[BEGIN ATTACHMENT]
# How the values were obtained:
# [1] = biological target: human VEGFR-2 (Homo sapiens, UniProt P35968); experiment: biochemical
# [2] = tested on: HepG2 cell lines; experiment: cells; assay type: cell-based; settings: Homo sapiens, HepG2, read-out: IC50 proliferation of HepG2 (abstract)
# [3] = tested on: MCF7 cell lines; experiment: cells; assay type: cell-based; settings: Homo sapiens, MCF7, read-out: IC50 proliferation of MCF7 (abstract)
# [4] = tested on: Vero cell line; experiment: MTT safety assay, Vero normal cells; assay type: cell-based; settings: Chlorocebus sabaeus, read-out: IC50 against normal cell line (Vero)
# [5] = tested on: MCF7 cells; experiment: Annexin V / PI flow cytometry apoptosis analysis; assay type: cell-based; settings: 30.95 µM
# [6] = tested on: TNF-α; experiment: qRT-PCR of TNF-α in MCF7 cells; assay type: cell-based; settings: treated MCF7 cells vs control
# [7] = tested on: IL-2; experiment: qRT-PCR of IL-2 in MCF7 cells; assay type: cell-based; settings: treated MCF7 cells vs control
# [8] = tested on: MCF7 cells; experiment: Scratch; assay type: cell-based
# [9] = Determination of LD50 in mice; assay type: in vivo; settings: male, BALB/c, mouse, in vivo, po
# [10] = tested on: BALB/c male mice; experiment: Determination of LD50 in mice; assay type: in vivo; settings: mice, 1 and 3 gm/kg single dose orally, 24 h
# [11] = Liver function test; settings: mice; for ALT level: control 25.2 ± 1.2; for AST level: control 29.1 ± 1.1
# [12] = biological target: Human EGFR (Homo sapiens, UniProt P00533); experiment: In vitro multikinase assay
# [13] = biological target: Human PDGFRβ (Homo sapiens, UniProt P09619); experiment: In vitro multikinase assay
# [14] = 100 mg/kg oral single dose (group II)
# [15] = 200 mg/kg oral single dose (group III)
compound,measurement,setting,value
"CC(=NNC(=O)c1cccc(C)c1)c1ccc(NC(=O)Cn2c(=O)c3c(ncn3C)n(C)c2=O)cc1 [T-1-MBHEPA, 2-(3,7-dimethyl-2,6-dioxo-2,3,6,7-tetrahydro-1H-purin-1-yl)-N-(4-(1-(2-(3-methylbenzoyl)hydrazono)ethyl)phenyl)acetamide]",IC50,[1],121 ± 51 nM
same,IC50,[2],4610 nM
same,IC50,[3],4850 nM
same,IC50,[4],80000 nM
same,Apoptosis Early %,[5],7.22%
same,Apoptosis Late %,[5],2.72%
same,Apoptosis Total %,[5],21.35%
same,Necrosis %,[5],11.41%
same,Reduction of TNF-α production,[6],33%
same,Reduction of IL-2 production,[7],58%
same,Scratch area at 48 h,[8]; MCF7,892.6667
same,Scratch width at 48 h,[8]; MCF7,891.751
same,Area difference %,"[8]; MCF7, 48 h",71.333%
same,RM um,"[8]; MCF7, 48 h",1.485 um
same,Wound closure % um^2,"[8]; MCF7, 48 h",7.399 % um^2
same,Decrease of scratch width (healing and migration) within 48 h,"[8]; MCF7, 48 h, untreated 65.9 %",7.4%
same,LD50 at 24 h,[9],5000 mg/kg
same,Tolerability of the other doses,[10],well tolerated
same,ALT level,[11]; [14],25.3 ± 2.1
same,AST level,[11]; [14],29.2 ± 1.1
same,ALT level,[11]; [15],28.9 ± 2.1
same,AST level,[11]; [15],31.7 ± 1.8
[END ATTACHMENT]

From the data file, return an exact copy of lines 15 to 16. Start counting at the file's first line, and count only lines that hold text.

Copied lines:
# [14] = 100 mg/kg oral single dose (group II)
# [15] = 200 mg/kg oral single dose (group III)